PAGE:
The first step towards finding a God, said Merton, is to discover the truth about ourselves. The first step to truth is seeing the broken parts of ourselves.

Today, this day honoring resurrection and rebirth, I celebrate the power of vulnerability to transform my life, to shed my worst fears and secrets and to find the courage to lie.

To show up every day, and take the risk. That is true courage.

21 April

Commitment: Ruth Has Her Baby

by Jon Katz

Ruth got her baby tonight. For months, she has been pleading for a baby doll, the aides thought she didn’t really want one or need one, she probably saw that some of the other residents had one.

I agreed. Ruth had never asked for a realistic baby doll before. Lately, as I have gotten to talk to her and Wayne about their Commitment Ceremony, which I am organizing, the request took on a different cast.

She really wanted this doll, and Wayne seemed to want one also. Then I realized it was somewhat connected to their relationship. Neither of them had had the opportunity to have children, both of their lives were interrupted by misfortune and health troubles.

Wayne had absolutely no one when he came to the Mansion. So I agreed and bought one on Amazon. I brought it to Wayne and Ruth tonight at the Mansion, they were both delighted, Ruth could hardly stop talking about having this “baby.”

Perhaps they wanted to have more of a family than either of them had ever had. There are now four baby dolls at the Mansion, they provide focus and the chance to nurture. I have a hunch we’ll see this baby doll at the Commitment Cemetery on May 14.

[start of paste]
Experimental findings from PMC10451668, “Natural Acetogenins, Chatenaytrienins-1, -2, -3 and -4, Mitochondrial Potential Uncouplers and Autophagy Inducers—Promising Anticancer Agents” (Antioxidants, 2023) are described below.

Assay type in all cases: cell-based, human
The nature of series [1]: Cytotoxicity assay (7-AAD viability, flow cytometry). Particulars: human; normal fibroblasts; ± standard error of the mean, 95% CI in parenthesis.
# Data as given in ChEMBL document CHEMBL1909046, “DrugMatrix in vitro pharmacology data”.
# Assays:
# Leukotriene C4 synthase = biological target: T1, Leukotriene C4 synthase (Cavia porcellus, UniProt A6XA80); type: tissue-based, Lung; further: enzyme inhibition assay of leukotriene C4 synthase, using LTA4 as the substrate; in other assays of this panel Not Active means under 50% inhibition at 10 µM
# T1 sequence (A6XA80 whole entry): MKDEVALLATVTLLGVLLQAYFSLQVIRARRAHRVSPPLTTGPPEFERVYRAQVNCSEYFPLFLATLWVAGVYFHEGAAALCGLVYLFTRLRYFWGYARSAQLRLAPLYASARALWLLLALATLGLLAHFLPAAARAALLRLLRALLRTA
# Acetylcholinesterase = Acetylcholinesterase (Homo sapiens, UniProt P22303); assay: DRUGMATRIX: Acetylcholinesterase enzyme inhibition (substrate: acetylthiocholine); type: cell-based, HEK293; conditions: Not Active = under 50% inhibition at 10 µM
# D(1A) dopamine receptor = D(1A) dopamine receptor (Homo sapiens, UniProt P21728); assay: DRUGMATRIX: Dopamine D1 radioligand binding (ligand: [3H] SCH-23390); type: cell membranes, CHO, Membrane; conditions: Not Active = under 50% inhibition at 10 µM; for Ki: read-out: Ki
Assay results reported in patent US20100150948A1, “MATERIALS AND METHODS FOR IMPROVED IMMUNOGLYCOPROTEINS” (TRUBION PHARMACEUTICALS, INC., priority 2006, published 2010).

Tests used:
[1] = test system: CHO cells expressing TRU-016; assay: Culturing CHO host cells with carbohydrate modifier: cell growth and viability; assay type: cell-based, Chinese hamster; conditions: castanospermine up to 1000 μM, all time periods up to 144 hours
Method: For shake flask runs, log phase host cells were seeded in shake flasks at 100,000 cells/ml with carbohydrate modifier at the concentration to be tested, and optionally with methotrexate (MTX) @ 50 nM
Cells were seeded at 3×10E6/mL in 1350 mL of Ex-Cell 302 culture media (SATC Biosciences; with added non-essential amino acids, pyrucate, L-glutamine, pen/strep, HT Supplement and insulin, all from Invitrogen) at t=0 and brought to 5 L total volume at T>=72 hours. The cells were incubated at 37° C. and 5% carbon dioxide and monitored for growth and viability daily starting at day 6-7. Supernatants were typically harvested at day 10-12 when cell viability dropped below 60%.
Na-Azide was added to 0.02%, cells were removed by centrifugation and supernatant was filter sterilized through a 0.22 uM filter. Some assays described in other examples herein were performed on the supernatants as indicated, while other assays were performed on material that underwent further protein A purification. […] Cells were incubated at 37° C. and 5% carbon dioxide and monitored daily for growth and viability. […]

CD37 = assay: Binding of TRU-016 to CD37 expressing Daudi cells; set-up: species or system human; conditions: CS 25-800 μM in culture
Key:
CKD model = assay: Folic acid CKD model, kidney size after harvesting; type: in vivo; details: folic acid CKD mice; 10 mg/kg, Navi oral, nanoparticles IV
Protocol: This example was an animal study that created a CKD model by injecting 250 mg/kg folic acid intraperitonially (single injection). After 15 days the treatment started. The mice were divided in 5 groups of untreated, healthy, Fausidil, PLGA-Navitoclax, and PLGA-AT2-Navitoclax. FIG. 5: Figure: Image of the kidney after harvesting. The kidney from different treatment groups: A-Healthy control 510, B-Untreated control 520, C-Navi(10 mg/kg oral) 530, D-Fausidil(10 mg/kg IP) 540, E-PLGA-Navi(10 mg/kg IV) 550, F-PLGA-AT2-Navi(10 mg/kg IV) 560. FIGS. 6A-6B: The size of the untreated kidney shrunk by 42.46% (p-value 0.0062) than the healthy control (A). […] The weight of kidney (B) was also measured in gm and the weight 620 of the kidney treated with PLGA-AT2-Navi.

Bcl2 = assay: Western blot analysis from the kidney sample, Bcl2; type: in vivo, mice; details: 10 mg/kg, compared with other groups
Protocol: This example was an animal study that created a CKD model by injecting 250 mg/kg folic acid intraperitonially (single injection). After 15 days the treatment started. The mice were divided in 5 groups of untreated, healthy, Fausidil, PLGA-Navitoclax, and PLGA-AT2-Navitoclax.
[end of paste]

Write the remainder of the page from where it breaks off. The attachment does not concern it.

The Commitment Ceremony for Ruth and Wayne will be held at the Mansion on May 14. I have been asked to conduct the ceremony and also be Wayne’s Best man.

I don’t want to create a lavish ceremony, just a simple one, an affirmation of love and it’s power to transform, wherever it is found.

If you wish to contribute to this celebration – flowers, cupcakes, cookies, music, clothes –  you can contribute via Paypal, jon@bedlamfarm.com, or by check, Jon Katz, Wedding, P.O. Box 205, Cambridge, N.Y., 12816.

Thanks.

21 April

Robin, Kissed By The Angels. Dybuks And Spirits.

by Jon Katz

Forgive me, grandma, I just can’t spit near Robin.

If anyone said anything good about their children, my grandmother Minnie, who was a Russian immigrant and a devout Orthodox Jew, would spit three times over her shoulder.

God help anybody who was standing in the way.

She did this, she said, to chase the evil spirits away, they would, she said, often try to harm blessed and gifted children, those who were, in her words, kissed by angels.

The spitting frightened them, chased them away.

One of my nieces won an academic award in the high school and when the news was announced at the weekly Friday dinner at my grandmother’s house, so many old women were spitting over their shoulders that the kids fled into the dining room.

I have shed most of those superstitions, but the old Jews I know all believed in angels and cherubs and evil spirits.

Like many oppressed people, the Jews needed to believe in supernatural spirits who watched over them, every of them felt lucky to be alive.

If you were lucky and successful, that meant you were kissed by angels.

If you were not, the cherubs would come and sting your cheeks, and the evil spirits would have their way. Jewish mysticism from the Old Country was one of my favorite things about Judaism then, although I didn’t stay with the faith.

Their stories were full of dybuks and demons and angels and cherubs.